8.0158 Access; Have You Hugged Your Computer Today? (1/75)
Elaine Brennan (EDITORS@BROWNVM.BITNET)
Tue, 30 Aug 1994 14:17:47 EDT
Humanist Discussion Group, Vol. 8, No. 0158. Tuesday, 30 Aug 1994.
Date: Mon, 29 Aug 1994 06:02:38 -0400 (EDT)
From: PROF NORM COOMBS <NRCGSH@RITVAX.BITNET>
Subject: Have You Hugged Your Computer Today?"
People always talk about computers being cold and depersonalizing,
but, after more than 30 years of teaching, my use of computers in
education resulted in my being hugged by a coed. I am totally blind,
and the student is deaf. We used the computer to communicate. To read
the full story, you'll have to also read the intervening material on the
importance of making computers and information technology accessible to
persons with disabilities.
EASI (Equal Access to Software and Information) is dedicated to
disseminating information on adaptive computing. It can open new worlds
for faculty, staff and students. Besides providing better access to
education, it can open doors to employment.
EASI and RIT (The Rochester Institute of Technology) provide a
three-week, online workshop called adapt-it to provide a wealth of
information about disabilities, adaptive computing and the Americans
With Disabilities Act. The fee for the workshop is $125. All materials
are delivered using email. Besides providing carefully researched and
written information, this provides ample opportunity for participants to
share experiences and ask questions. Members learn as much from one
another as from their instructors.
The next presentation of adapt-it will begin on September 19.
There will also be workshops in November, January and April.
To get more information about the adapt-it workshop, send email to:
email@example.com with these two words of text:
To see a syllabus of the adapt-it workshop, send email to the same
address, but with these two words:
To join the workshop, send email to the same address with the
sub adapt-it (and your name in quotes). In return, you will receive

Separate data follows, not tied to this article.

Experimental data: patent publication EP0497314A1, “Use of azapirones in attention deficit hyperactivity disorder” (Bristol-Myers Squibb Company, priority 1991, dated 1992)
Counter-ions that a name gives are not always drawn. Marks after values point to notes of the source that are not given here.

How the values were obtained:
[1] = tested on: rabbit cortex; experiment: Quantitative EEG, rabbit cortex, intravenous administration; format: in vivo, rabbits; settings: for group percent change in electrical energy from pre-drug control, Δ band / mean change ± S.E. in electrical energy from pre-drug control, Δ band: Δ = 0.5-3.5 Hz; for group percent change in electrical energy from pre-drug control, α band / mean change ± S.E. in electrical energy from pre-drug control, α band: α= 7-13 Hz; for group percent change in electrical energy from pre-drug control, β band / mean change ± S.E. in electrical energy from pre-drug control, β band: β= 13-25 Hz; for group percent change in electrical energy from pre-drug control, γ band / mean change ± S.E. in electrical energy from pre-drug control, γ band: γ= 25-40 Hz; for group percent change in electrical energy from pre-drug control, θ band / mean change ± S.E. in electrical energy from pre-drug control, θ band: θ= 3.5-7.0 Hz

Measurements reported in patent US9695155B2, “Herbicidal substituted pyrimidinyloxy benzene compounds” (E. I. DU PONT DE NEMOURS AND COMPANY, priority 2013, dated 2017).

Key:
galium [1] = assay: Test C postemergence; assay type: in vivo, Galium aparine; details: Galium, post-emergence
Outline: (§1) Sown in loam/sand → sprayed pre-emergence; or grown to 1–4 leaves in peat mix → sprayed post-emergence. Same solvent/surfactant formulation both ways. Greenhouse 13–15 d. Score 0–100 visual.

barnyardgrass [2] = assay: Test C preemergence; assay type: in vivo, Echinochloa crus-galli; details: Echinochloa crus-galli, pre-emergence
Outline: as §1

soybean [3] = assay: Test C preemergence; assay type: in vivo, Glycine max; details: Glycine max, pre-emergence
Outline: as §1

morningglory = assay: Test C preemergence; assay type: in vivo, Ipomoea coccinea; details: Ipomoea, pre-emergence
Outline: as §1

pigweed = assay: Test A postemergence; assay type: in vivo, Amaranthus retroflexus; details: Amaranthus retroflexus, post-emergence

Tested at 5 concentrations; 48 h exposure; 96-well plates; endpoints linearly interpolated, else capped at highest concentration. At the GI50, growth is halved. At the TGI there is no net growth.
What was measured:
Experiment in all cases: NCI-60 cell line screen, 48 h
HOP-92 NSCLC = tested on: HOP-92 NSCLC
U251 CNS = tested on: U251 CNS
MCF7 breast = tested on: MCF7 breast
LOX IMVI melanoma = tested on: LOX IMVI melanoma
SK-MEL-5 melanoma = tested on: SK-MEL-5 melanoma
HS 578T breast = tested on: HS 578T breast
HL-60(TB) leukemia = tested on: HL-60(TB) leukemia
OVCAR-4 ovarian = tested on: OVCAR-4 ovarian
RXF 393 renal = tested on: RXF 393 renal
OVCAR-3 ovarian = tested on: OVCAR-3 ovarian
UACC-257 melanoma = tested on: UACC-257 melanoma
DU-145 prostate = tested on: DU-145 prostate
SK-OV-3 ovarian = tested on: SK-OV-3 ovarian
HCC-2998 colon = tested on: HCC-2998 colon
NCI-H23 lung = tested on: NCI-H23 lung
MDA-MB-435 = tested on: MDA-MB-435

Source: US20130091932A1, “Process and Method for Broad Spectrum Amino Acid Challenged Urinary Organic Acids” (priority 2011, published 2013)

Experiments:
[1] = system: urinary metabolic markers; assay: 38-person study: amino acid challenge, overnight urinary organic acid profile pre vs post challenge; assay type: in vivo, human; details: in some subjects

information on payment and participation.
Please forward this mail to as many people as you know who are or
should be interested in taking such a workshop.
As Paul Harvey says: "and now for the rest of the story:
I make increasing use of computer mediated communication in most of
my history classes. My students submit their work in email, and my
computer reads it to me. I return grades the same way. I often use it
to engage students in group discussions where they are usually less
inhibited. The discussions also permit more reflection by the students
and often produce a better quality discussion.
One deaf girl in my class was ready to drop the course on hearing
of the computer use. I had her come to my office and we swapped the
keyboard back and forth using the computer to communicate. I wrote, and
she read. She wrote, and my computer talked to me.
By the end of the course, she returned to chat and check that she
had completed all her work. Then, she thanked me for forcing her to
learn the use of the computer and said it had really been beneficial to
me. At this point, she put her head on my shoulder and gave me a hug.
(OH, yes, the office door was wide open!) Still, it was my first coed
hug since I quit being a student.
To learn more about EASI, send email to EASI@EDUCOM.EDU